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study by researchers at the Harvard School of Public Health, in Boston, presented at the American Academy of Neurology’s 63rd annual meeting, confirms that eating berries can lower the risk of Parkinson’s disease. The study involved 49,281 men and 80,336 women that were monitored for 20 to 22 years.


The researchers concluded that the women who consumed the most anthocya- nins, a class of flavonoids found mostly in berries, had a lower risk of developing the disease than those whose diet contained less or different classes of flavonoids. For men, berry anthocyanins, as well as flavonoids found in apples and oranges and other rich dietary sources, made a significant difference in their freedom from the disease.

Preventing Gum Disease R

esearchers from the Harvard Medical School and Harvard School of Public Health have found that dietary intake of the polyunsaturated fats found in fish have anti-inflammatory proper- ties and show promise for the effective treatment and prevention of periodontitis. Study results were published in the Journal of the American Dietetic Association.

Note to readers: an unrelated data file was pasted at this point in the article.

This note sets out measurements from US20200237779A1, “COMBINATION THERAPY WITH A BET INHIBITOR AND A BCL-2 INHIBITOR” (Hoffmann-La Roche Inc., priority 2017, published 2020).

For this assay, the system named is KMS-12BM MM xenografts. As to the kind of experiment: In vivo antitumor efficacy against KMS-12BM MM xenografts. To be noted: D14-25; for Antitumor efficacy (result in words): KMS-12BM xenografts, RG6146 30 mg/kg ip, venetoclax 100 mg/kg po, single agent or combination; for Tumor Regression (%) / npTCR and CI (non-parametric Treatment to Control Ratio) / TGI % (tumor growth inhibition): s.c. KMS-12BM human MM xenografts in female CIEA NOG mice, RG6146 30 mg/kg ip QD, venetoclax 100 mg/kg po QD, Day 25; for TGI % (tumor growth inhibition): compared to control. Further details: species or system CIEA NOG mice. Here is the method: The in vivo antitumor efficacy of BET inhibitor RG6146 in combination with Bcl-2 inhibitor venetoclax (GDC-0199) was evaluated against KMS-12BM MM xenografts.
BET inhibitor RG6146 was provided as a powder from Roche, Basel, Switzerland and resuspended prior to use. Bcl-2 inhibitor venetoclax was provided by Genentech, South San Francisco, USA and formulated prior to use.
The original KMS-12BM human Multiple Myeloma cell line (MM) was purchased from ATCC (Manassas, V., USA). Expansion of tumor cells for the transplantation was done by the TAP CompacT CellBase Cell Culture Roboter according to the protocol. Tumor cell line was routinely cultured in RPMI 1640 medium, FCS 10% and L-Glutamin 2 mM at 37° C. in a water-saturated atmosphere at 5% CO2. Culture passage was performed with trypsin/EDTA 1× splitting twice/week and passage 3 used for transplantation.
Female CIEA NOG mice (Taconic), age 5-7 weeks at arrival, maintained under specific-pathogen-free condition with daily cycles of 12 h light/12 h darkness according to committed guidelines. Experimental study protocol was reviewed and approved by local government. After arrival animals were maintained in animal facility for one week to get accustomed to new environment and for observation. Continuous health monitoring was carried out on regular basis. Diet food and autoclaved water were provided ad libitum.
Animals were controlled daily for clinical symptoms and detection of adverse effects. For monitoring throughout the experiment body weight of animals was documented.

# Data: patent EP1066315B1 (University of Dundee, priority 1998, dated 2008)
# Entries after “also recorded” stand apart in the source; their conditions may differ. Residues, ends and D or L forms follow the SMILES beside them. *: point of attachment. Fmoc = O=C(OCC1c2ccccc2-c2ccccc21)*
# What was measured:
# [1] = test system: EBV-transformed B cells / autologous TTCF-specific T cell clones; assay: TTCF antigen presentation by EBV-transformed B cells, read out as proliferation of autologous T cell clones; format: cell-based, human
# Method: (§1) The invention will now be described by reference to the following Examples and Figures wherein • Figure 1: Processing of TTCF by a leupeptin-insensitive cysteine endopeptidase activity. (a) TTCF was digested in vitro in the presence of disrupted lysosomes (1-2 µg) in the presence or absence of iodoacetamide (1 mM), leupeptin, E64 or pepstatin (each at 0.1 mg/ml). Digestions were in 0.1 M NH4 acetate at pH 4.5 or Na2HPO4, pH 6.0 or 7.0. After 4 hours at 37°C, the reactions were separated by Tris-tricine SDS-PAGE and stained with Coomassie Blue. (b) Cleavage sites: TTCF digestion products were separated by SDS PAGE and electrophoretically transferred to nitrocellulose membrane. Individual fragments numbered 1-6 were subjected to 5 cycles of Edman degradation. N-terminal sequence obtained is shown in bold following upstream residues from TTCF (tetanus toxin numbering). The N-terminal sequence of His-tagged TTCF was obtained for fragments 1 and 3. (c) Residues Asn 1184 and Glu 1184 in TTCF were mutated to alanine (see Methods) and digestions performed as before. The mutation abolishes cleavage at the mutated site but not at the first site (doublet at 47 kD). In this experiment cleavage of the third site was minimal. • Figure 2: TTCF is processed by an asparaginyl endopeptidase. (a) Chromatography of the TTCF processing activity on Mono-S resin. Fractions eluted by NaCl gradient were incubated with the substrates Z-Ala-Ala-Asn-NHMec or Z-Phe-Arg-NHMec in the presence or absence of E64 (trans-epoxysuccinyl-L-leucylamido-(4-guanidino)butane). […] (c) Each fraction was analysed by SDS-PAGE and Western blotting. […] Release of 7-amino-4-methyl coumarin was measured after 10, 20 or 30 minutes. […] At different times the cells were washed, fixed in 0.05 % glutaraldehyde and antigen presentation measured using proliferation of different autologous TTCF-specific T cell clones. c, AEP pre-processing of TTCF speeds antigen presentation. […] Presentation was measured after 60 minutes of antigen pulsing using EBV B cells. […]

Periodontitis is a common inflammatory disease, in which the supporting bone and fibers that hold teeth in place become damaged. Pockets can form be- low the gum line that trap food and plaque, which if left unchecked, can result in structural bone and tooth loss. Proper dental treatment and improved home care can usually help prevent further damage.

Source: Elsevier Health Sciences, 2010


nyone who prefers diet sodas over regular soda pop for fear of high sugar levels might want to consider this: Accord- ing to new research presented at the American Stroke Associa- tion’s International Stroke Conference 2011, people who drink diet sodas every day still have a much higher risk of vascular disease—61 percent higher—compared with those who drink no sodas at all.

These are the findings of the large, multi-ethnic North- ern Manhattan Study of 2,564 individuals that were moni- tored and analyzed in terms of the types and amount of sodas they drank for an average of 9.3 years, during which 559 vas- cular events occurred. “If our results are confirmed with future studies, then it would suggest that diet soda may not be the optimal substitute for sugar-sweetened beverages for protection against vascular outcomes,” says lead author Hannah Garden- er, a doctor of science and epidemiologist at the University of Miami’s Miller School of Medicine.

Source: American Heart Association, 2011 Find Your Path

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